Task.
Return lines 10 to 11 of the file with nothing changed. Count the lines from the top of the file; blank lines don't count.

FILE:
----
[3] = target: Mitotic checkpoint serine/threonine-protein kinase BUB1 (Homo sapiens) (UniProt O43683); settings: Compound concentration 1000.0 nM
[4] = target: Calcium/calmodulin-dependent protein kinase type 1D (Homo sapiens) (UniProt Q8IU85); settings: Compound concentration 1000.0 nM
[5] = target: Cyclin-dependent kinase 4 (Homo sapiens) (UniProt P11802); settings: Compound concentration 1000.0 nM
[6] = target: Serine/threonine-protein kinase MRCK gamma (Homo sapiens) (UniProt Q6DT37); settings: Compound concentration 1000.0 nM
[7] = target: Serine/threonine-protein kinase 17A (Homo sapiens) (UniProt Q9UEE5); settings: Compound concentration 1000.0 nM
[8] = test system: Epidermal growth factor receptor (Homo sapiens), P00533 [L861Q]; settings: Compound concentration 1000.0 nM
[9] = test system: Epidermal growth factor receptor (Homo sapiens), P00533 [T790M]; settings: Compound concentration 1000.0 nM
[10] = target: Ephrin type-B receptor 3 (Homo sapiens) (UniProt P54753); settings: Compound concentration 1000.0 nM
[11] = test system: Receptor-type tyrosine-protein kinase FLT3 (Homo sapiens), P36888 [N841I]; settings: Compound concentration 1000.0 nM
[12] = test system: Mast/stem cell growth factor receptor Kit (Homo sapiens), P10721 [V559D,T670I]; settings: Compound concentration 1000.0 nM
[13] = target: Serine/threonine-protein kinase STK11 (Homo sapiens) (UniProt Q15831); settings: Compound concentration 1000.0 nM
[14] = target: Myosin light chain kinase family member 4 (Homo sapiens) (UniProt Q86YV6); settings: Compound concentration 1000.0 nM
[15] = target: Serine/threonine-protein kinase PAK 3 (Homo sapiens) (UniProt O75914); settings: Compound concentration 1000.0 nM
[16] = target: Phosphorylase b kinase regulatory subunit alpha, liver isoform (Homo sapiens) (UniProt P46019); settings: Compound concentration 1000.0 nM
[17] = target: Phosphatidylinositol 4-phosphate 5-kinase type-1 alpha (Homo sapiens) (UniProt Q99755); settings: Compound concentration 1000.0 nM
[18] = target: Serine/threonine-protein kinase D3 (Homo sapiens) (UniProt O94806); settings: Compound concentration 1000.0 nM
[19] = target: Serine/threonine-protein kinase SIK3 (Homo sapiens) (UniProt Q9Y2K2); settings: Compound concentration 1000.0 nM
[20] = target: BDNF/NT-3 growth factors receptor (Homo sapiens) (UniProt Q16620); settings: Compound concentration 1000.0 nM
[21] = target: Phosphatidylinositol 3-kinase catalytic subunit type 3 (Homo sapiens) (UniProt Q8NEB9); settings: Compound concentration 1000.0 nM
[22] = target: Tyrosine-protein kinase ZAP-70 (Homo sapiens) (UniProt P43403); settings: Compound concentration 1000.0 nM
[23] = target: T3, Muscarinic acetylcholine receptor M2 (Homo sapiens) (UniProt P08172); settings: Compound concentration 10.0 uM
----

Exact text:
[12] = test system: Mast/stem cell growth factor receptor Kit (Homo sapiens), P10721 [V559D,T670I]; settings: Compound concentration 1000.0 nM
[13] = target: Serine/threonine-protein kinase STK11 (Homo sapiens) (UniProt Q15831); settings: Compound concentration 1000.0 nM